If put on the spot and asked to pick a favorite musician, I’m probably be tempted to choose someone who feels suitably accomplished and respectable—Paul McCartney, say. Looking at the data, though, there’s an obvious correct answer: my favorite musician is Japanese singer-songwriter Ichiko Aoba. I’ve listened to her almost every day for several years now, nearly as often as every other artist combined.

Aoba’s stock-in-trade is stark, ethereal compositions that draw heavily from classical and folk traditions. With only a few exceptions, all of her songs consist of a single vocal track and a single guitar track. They tend towards the slow and meditative. This live version of my favorite song of hers, 「奇跡はいつでも」 (“Kiseki wa Itsudemo”), is fairly representative of her sound.

Today Aoba’s sixth solo album, qp, was released, and of course I’ve already listened through a bunch of times. I love it, as I expected. Here are some first impressions:

  • We’re back to a solid-color album cover, after her last album 「マホロボシヤ」 (Mahoroboshiya) was extravagant enough to have a photograph on it. (Seriously, it stands out when you look at all six of her album covers lined up.) This seems somehow appropriate; Mahoroboshiya was timbrally ambitious for Aoba, whose musical palette is usually so restrained that having two songs with vocal harmonies (and one with piano!) felt groundbreaking. qp is more in line with her earlier work, so it makes sense that it looks like more like her earlier work too.
  • That said, she does keep the all-vocal intro track idea from Mahoroboshiya. There, it was “the end”; here, it’s an excerpt from “La fontana di Valle Giulia all’Alba,” the first section of Ottorino Respighi’s tone poem “Fontane di Roma.” After that brief introduction, though, we’re back to single-track vocals and guitar for the rest of the album.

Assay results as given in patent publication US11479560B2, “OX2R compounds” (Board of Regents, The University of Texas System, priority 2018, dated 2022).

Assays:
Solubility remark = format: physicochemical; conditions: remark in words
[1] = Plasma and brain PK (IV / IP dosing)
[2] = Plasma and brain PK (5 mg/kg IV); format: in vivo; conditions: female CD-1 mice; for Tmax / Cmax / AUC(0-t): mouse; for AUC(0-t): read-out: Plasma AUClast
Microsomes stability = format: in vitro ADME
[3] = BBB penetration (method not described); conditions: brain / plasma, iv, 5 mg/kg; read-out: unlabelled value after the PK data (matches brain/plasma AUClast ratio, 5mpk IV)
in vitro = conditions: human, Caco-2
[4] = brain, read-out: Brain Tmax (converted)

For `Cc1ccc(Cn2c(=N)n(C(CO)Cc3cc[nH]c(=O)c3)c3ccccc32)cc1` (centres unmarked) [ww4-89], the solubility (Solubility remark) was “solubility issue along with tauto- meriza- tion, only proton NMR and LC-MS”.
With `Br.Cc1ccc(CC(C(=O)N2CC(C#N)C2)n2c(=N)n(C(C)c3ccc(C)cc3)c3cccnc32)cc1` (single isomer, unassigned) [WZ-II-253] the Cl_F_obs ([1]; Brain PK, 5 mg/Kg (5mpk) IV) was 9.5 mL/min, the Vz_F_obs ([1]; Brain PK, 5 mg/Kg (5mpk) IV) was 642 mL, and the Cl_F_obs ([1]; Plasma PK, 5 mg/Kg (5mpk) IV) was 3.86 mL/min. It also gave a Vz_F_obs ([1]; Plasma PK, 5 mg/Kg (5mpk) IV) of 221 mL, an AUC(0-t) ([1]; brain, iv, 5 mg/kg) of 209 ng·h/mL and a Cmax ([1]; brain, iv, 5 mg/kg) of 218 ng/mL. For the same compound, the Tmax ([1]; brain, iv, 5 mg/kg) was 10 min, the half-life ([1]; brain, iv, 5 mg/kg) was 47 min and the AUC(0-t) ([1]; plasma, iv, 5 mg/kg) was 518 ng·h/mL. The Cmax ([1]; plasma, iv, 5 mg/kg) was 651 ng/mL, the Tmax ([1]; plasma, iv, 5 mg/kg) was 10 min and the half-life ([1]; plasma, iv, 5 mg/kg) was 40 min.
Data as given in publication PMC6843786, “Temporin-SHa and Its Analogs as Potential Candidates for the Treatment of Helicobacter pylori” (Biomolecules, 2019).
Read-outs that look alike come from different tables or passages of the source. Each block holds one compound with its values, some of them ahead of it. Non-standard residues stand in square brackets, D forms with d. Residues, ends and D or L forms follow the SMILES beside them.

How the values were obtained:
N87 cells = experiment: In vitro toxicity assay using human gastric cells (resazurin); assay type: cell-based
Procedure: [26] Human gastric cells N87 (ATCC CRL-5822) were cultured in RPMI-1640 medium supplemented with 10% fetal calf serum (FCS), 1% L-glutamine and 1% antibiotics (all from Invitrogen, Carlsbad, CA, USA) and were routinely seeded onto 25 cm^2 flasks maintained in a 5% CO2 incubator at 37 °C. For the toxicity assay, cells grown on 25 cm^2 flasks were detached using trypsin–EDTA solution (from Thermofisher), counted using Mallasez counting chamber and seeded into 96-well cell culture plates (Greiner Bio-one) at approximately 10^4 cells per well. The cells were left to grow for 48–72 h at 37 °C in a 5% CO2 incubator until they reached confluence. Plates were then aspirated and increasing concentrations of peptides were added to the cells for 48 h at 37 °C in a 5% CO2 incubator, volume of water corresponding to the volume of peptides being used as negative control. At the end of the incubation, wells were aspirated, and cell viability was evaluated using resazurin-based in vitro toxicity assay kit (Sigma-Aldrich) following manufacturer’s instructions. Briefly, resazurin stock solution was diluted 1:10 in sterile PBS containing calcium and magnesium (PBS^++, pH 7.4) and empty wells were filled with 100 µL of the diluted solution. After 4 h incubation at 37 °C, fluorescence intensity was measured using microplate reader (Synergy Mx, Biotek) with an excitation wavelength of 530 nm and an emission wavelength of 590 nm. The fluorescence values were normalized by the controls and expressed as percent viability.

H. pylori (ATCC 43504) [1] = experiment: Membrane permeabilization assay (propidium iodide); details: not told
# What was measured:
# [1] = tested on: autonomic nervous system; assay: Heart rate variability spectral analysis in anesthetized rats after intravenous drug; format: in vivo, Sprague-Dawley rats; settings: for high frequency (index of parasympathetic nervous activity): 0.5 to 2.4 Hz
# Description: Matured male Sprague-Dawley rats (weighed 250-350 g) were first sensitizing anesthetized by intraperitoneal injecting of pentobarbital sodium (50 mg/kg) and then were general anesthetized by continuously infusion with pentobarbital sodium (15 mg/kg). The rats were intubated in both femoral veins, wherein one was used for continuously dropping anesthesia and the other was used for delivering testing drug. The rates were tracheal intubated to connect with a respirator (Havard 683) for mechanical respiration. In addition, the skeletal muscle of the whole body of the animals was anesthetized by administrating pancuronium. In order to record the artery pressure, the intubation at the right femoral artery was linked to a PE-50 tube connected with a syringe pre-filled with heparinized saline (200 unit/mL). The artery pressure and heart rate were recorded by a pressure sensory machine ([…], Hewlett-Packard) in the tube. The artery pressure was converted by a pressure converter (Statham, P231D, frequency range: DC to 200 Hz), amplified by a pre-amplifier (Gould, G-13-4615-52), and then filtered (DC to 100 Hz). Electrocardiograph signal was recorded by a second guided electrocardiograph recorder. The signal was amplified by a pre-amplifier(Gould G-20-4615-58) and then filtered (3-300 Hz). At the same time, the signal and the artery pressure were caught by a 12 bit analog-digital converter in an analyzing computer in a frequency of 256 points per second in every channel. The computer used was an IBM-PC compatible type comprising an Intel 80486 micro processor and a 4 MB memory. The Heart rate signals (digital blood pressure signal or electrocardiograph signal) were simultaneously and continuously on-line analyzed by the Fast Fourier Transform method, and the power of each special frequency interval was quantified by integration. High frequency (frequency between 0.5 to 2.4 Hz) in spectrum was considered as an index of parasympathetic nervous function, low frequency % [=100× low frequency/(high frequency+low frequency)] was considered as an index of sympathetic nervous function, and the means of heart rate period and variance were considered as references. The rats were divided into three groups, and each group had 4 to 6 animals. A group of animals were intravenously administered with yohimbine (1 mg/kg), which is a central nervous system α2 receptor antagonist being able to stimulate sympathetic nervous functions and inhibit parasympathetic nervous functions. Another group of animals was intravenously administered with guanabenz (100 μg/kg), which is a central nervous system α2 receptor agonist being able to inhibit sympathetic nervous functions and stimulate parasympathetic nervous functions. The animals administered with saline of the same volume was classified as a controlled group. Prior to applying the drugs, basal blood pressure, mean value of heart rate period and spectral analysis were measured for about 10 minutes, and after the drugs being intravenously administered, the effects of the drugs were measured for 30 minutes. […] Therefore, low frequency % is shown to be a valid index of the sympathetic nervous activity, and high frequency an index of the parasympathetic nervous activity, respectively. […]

• 「みなしごの雨」 (“Minashigo no Ame”) is an early candidate for my favorite song on the album. I especially love that ♭7 in the melody that she’s grabbing from (I believe) a ♭III chord.
  • 「月の丘」 (“Tsuki no Oka”) seems to be qp’s lead single; it was released early as a promotional track, and it has a music video. Interestingly, it calls back to 「ひかりのふるさと」 (“Hikari no Furusato”), the closing track from her third album 「うたびこ」 (Utabiko)—they both end with the same descending C–B♭–E♭–D vocal line over the lyric “kirakira.”
  • I’m less sure if this one is intentional, but 「卯月の朧唄」 (“Uzuki no Oboro Uta”) sounds very much like a callback to another Utabiko song, 「あなたのかざり」 (“Anata no Kazari”): they’re both F major waltzes with similar tempos and harmonic progressions.
  • There are two covers of songs by Anmi Yamada, a guitarist Aoba studied with. She had previously covered Yamada’s song 「機械仕掛乃宇宙」 (“Kikaijikake no Uchuu”) on the album 0, where it was a blockbuster centerpiece at twelve and a half minutes. Neither of the covers here feel quite so momentous; mostly I noticed that 「水辺の妖精」 (“Mizube no Yousei”) seems to be derived from Francisco Tárrega’s “Lágrima”—a song I actually knew how to play, once upon a time!

Aoba’s music is starting to creep onto international streaming platforms (qp is on Spotify and Apple Music, for instance), so if any of this sounds interesting you may be able to listen without having to import it.